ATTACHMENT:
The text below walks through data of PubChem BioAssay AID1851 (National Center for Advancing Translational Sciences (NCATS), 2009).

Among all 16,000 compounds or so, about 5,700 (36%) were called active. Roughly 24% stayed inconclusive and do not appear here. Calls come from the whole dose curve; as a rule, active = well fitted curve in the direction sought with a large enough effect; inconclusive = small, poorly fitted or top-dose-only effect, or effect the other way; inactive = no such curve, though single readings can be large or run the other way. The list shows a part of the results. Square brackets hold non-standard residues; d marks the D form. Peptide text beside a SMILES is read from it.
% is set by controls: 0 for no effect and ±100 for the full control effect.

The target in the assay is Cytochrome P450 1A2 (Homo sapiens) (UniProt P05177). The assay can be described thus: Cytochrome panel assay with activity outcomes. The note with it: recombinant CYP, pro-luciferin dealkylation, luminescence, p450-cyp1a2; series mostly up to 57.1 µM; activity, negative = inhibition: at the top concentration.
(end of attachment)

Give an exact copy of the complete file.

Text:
The text below walks through data of PubChem BioAssay AID1851 (National Center for Advancing Translational Sciences (NCATS), 2009).

Among all 16,000 compounds or so, about 5,700 (36%) were called active. Roughly 24% stayed inconclusive and do not appear here. Calls come from the whole dose curve; as a rule, active = well fitted curve in the direction sought with a large enough effect; inconclusive = small, poorly fitted or top-dose-only effect, or effect the other way; inactive = no such curve, though single readings can be large or run the other way. The list shows a part of the results. Square brackets hold non-standard residues; d marks the D form. Peptide text beside a SMILES is read from it.
% is set by controls: 0 for no effect and ±100 for the full control effect.

The target in the assay is Cytochrome P450 1A2 (Homo sapiens) (UniProt P05177). The assay can be described thus: Cytochrome panel assay with activity outcomes. The note with it: recombinant CYP, pro-luciferin dealkylation, luminescence, p450-cyp1a2; series mostly up to 57.1 µM; activity, negative = inhibition: at the top concentration.